VillageMD also reserves in-office visits for its highest-need patients, and has ramped up preventive care management to help non-Covid patients avoid the emergency department. For patients who require labs, EKGs, or other tests, ChenMed's clinical staff conducts home visits to administer those tests in a minimized-risk environment.

    Some competitors, like Forward Health, have even launched new temporary home care programs. Through the organization's "Forward At Home" program, providers send patients kits to record their biometric data such as EKGs, blood pressure, and pulse oximetry at home. Staff also conduct home visits to collect lab samples, further helping patients adhere to self-isolation guidelines.

    What this means for traditional PCPs: Many traditional providers have dramatically scaled back the preventive care and chronic disease management services they offer because of temporary practice closures and reduced staffing. To keep pace with competitors, traditional PCPs should:

    • Reserve in-person appointments for highest-risk patients who require in-person care;

    • Isolate patients from each other during in-person appointments (e.g., using curbside check-ins, waiting in their cars to be called, limiting access to the clinic outside of their exam rooms);

    • Keep staff sequestered or have one clinician run a visit from start to finish to preserve PPE and minimize infection risk; and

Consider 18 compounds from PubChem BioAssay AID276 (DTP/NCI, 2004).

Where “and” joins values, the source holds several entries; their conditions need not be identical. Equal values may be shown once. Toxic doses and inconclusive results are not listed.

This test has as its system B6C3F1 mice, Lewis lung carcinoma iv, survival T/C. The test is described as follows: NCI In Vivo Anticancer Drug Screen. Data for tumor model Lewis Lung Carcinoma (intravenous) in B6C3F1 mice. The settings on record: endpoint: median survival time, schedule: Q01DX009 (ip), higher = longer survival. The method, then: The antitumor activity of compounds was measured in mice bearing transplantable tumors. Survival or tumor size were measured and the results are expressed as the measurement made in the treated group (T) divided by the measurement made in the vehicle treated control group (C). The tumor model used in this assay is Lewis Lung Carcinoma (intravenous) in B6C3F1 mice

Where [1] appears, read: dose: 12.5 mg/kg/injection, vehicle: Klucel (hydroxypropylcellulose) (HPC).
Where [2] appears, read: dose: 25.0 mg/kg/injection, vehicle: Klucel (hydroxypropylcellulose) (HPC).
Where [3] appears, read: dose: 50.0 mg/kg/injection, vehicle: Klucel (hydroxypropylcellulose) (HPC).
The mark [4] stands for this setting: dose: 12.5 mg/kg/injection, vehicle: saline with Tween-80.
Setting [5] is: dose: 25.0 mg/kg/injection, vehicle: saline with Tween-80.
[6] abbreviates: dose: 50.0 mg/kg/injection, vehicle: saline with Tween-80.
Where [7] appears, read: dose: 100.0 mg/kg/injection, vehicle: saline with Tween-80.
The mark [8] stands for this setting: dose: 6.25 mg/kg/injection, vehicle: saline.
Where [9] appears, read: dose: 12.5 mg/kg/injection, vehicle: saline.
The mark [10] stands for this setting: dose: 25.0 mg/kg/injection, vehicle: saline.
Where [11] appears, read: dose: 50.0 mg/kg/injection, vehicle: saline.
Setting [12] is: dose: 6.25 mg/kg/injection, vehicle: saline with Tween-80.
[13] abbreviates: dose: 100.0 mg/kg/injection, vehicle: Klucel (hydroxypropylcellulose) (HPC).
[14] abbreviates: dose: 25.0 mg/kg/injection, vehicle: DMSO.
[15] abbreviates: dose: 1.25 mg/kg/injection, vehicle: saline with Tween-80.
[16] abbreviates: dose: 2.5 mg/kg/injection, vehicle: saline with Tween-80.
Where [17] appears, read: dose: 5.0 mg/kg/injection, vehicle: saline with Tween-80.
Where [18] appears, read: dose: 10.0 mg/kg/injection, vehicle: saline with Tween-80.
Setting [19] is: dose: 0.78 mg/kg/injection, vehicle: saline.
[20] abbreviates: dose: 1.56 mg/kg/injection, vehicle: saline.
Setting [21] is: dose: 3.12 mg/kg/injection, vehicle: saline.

• Consider home visits for high-risk patients who require labs, tests, or other in-person care but cannot safely visit a clinic.

    3. Address social determinants to ensure holistic care management and promote social distancing.

    New primary care competitors are also offering services to support patients' health needs more holistically. The most commonly offered services include delivery of essential items, social interaction check-ins, and behavioral health support.

    For example, Oak Street Health is helping seniors with the pickup and delivery of groceries, prescriptions, and household items. They are also coordinating with food banks to ensure access to food for those who cannot afford it. 

    ChenMed is sending daily video texts to stay in contact with their patients, for both care management and any questions or concerns they may have. Clinicians also conduct "happiness calls" to check in on patients and help address social isolation and give support.

    Other competitors, like Livongo Health, are expanding services to offer behavioral health support and coaching as part of their chronic condition management platform.

    What this means for traditional PCPs: Holistic care management is a new but growing part of traditional primary care, but the influx of competitors offering these services on flexible platforms means PCPs have no time to waste. To keep pace, traditional PCPs should:

    • Scale up non-clinical support staffing or form partnerships to help patients with non-clinical care needs, such as prescription delivery, food access, or housing services;

    • Communicate with patients on a regular basis to provide care management support and minimize feelings of isolation; and

    • Extend behavioral health support—in-house or through partnerships.

    How Covid-19 is impacting non-hospital sites of care

    While Covid-19 has placed a spotlight on hospitals, the pandemic has also had devastating impacts on the rest of the health care ecosystem. Primary care practices, urgent care clinics, retail clinics, and ambulatory surgery centers have all experienced significant changes in workflow and volumes.

    Through a series of briefings, we are cataloging the immediate impact of Covid-19 on volumes and operations at various non-hospital sites of care and presenting projections for the future. Explore our takes for each site of care.